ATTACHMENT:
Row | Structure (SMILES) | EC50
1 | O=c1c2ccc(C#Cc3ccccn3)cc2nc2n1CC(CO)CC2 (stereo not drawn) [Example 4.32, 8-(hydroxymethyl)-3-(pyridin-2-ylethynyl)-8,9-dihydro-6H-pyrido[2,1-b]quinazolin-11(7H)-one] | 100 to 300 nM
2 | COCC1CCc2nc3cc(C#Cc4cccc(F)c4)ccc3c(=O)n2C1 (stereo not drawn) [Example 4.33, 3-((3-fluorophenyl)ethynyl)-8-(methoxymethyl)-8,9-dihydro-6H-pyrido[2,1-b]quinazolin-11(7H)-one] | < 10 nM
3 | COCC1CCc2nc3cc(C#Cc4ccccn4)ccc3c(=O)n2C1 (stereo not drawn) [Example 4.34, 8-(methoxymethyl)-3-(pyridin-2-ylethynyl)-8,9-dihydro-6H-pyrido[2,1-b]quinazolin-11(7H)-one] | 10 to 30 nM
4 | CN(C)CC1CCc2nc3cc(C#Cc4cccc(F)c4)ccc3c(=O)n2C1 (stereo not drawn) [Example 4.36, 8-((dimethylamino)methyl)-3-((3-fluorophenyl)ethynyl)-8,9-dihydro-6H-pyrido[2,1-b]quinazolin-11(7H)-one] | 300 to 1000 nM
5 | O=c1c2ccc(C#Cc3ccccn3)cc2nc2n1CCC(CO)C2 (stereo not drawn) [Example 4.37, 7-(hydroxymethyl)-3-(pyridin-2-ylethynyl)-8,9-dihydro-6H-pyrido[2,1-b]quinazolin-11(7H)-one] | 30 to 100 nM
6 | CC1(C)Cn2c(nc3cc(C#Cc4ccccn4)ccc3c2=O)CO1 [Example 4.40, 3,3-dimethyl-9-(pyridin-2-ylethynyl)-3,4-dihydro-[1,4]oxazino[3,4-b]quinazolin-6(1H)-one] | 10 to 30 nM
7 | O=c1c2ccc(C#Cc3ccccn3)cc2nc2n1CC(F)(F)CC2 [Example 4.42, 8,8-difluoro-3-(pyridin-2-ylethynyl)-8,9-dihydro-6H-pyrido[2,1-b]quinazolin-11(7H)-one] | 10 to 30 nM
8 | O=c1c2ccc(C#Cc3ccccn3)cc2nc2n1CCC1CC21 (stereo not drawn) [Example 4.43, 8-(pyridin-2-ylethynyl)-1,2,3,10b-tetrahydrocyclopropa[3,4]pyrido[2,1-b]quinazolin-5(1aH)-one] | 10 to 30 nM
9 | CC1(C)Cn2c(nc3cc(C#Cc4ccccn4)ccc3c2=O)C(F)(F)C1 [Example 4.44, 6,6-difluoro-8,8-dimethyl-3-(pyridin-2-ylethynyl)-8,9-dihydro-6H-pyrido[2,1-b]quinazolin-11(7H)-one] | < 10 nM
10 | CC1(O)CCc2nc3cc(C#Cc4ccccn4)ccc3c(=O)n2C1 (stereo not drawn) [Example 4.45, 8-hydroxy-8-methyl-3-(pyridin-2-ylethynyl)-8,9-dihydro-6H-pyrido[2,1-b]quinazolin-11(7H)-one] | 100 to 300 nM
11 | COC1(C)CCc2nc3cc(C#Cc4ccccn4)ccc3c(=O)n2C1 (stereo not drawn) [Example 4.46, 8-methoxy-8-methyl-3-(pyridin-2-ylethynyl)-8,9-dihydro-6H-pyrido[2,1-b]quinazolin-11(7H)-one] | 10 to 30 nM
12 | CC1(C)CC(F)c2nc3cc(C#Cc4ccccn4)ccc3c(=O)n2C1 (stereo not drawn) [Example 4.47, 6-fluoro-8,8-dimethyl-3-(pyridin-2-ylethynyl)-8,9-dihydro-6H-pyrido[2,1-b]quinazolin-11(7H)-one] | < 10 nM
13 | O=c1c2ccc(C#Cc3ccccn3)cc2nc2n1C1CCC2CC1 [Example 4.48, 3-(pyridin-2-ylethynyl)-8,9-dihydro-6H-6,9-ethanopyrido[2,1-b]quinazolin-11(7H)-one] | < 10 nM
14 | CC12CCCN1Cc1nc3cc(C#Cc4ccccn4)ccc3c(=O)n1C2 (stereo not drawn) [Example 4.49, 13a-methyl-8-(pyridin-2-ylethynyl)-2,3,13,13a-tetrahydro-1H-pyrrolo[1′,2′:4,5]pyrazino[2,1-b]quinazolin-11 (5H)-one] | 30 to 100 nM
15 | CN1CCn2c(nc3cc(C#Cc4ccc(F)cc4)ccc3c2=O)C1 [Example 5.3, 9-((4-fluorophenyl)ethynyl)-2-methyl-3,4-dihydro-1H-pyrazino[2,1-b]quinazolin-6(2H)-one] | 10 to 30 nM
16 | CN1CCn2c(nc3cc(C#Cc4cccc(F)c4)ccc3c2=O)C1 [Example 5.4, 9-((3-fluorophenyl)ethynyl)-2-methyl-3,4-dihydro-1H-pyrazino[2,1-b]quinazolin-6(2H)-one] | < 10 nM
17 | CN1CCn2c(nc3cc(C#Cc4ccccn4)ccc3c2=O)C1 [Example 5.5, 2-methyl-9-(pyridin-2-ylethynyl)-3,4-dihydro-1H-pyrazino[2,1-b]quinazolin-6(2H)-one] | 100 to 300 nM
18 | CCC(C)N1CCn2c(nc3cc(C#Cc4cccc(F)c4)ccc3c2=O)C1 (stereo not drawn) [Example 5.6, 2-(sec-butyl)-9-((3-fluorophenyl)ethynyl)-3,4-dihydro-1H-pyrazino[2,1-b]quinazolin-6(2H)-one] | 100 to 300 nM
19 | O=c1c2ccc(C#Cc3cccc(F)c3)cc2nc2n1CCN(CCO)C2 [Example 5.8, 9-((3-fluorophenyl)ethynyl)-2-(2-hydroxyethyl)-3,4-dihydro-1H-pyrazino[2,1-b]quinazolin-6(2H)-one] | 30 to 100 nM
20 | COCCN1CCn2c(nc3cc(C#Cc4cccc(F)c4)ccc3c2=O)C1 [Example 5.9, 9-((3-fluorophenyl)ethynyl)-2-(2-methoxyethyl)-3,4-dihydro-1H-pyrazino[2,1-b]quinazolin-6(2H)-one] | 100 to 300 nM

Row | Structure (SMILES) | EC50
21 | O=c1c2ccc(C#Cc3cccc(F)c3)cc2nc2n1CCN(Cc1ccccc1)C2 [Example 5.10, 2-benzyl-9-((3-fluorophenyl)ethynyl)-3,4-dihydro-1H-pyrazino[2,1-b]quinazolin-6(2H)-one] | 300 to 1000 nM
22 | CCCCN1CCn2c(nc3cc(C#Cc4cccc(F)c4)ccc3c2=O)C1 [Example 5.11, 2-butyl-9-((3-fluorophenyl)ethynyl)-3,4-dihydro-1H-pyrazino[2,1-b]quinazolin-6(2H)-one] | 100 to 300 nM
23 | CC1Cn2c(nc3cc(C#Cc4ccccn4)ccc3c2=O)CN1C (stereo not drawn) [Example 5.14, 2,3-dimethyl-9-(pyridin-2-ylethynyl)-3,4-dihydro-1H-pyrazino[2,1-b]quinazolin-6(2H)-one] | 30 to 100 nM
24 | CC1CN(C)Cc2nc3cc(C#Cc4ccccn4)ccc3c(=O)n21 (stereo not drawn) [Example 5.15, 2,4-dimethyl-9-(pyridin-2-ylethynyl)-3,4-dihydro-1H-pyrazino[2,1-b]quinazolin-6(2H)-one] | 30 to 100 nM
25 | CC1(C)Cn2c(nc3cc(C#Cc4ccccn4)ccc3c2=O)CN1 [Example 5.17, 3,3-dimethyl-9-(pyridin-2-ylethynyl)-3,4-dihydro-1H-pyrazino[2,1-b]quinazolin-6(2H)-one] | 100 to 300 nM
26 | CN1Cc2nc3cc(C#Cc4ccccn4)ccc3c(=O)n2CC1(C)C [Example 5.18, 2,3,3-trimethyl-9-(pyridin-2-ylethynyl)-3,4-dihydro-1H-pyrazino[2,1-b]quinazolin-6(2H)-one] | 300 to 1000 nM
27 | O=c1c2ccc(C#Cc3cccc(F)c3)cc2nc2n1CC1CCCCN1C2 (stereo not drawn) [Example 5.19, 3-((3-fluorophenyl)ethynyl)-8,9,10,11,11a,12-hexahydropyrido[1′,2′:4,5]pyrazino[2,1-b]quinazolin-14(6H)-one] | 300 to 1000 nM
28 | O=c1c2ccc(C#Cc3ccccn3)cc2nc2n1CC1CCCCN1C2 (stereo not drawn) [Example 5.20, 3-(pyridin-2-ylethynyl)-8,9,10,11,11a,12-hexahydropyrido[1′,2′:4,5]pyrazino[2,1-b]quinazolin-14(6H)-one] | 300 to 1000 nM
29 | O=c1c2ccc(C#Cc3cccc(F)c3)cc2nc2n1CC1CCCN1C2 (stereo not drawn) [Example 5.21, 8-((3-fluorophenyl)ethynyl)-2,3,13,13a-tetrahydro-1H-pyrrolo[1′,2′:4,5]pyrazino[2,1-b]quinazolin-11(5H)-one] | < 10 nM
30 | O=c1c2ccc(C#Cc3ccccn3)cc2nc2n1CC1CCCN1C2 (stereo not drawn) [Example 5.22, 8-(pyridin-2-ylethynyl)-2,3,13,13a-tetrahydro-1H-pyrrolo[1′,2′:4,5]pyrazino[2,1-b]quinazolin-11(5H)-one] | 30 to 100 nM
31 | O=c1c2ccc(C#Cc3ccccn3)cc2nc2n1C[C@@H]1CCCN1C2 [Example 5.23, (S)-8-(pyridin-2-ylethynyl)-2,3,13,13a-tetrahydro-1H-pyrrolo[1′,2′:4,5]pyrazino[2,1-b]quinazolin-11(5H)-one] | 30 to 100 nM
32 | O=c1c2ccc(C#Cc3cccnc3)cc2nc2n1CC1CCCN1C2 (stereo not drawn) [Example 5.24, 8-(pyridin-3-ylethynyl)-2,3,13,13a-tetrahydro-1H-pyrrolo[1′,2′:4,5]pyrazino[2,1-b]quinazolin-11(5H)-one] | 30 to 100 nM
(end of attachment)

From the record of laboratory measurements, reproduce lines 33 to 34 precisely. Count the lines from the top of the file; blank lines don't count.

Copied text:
31 | O=c1c2ccc(C#Cc3ccccn3)cc2nc2n1C[C@@H]1CCCN1C2 [Example 5.23, (S)-8-(pyridin-2-ylethynyl)-2,3,13,13a-tetrahydro-1H-pyrrolo[1′,2′:4,5]pyrazino[2,1-b]quinazolin-11(5H)-one] | 30 to 100 nM
32 | O=c1c2ccc(C#Cc3cccnc3)cc2nc2n1CC1CCCN1C2 (stereo not drawn) [Example 5.24, 8-(pyridin-3-ylethynyl)-2,3,13,13a-tetrahydro-1H-pyrrolo[1′,2′:4,5]pyrazino[2,1-b]quinazolin-11(5H)-one] | 30 to 100 nM